Mike Feuer, the city attorney of Los Angeles, announced on Monday that his office had "filed a civil law enforcement action against, and achieved an immediate settlement with," a company that had been "illegally selling" an at-home test for the coronavirus.
The Food and Drug Administration has stated that the agency "has not authorized any test that is available to purchase for testing yourself at home for COVID-19."
But in March, Yikon Genomics Inc. offered a coronavirus test for sale online, claiming that the test could be performed "using a simple at-home finger stick blood sample." The company offered tests for $39 each and, in a since-deleted tweet, stated, "Our COVID-19 Test Kit is now FDA APPROVED!"
Yikon's "unlawful, unfair, and fraudulent business acts or practices," the LA city attorney alleged in the lawsuit against the company, "present a continuing threat to members of the public."
At a news conference, Feuer said that FDA validation of tests is crucial because an inaccurate result could lead someone infected with the coronavirus to "unknowingly expose others."
Under the settlement between Yikon and LA authorities, the company agreed to stop marketing or selling home test kits unless they receive FDA approval. Yikon also agreed to provide refunds to anyone who purchased its test kits, though Feuer said it's unclear how many tests were sold.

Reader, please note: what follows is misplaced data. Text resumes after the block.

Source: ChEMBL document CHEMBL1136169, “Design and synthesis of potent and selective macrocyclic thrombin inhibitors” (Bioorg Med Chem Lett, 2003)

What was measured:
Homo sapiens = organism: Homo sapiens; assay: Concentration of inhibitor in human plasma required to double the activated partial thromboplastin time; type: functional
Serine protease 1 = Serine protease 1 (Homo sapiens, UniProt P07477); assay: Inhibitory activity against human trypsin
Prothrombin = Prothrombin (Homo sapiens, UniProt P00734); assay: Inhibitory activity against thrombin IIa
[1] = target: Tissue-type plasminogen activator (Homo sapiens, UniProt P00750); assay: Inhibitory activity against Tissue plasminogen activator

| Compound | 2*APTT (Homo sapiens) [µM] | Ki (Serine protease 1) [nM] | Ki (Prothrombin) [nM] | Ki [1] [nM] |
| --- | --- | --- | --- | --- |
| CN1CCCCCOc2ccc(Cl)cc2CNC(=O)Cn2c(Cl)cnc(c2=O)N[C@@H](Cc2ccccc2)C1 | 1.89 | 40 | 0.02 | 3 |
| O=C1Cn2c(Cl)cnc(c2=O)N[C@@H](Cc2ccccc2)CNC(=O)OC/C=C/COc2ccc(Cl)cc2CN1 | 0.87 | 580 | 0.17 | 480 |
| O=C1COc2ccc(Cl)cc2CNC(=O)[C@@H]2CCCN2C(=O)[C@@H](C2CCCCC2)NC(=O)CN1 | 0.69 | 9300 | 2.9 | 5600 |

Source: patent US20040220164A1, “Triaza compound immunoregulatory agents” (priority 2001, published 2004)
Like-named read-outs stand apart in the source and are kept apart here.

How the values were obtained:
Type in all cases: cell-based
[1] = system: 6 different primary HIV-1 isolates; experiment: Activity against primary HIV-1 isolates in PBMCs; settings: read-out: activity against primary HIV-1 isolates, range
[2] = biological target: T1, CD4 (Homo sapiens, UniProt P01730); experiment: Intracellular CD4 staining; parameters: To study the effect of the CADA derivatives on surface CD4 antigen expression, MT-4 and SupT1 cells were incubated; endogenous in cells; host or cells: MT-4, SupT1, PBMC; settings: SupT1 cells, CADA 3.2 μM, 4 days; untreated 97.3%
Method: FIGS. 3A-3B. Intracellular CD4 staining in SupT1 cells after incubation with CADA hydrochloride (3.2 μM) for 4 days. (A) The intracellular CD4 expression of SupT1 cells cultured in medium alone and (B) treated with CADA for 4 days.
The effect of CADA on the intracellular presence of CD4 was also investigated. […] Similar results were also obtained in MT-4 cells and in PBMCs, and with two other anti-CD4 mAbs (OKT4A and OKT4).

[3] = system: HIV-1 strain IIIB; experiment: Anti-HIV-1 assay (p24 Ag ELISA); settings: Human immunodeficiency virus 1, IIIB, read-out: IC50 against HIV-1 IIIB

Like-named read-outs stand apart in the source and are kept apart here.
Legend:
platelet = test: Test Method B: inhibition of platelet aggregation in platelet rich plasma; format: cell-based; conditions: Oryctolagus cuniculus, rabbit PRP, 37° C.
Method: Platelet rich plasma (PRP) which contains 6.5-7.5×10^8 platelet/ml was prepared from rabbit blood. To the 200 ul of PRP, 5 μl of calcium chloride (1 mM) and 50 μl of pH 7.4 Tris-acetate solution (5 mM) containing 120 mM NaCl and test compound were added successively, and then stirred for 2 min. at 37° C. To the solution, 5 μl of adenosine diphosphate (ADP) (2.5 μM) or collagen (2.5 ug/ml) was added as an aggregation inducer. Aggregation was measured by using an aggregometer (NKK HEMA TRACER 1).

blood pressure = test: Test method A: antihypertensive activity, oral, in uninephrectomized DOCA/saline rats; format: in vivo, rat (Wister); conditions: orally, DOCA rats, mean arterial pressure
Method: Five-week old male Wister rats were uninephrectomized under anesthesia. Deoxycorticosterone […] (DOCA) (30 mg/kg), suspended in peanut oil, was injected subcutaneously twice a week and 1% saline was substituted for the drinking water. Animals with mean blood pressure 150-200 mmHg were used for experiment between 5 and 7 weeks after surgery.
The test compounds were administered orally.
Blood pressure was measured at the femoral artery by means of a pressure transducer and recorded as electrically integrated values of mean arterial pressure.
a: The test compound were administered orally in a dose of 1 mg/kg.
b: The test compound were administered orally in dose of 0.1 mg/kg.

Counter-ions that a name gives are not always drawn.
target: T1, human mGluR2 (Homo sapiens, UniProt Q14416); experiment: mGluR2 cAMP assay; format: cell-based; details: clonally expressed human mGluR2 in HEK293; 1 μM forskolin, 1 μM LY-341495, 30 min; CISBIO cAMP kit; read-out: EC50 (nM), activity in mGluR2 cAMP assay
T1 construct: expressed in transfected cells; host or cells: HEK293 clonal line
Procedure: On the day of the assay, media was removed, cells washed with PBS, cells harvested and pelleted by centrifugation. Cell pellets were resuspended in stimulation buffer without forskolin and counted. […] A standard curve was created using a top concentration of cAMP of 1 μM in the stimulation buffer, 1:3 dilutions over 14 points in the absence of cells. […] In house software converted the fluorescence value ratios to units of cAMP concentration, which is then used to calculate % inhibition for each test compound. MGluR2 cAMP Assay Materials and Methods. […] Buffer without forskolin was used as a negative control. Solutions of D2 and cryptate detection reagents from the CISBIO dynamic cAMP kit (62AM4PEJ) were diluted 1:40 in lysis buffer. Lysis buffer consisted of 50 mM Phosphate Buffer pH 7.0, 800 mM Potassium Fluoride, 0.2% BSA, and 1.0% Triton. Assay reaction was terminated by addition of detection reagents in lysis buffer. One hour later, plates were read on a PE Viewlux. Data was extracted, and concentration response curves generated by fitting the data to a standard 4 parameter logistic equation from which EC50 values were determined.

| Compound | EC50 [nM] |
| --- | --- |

Yikon Genomics released a statement saying it "is committed to complying with all state & federal laws and regulations regarding the marketing & sale of medical devices. We intend to pursue FDA approval for the market & sale of COVID-19 test kits, which we hope will aid in mitigating this global health crisis."
The Trump administration has said it will "aggressively" prosecute cases of fraud related to the pandemic, and state attorneys general have also pledged to take legal action against scams around the country.
In LA, Feuer said his office continues to investigate other companies' sales of unapproved test kits.
"This is not an isolated incident," Feuer said, noting that his office separately sent a cease-and-desist letter to the California-based Wellness Matrix Group, which, as NPR first reported, had also been offering "at-home" test kits for sale.
"Whenever consumers are motivated in part by fears," the city attorney's office stated in its lawsuit against Yikon, "they are particularly vulnerable to fraudsters, scammers, and 'snake oil' hucksters and charlatans."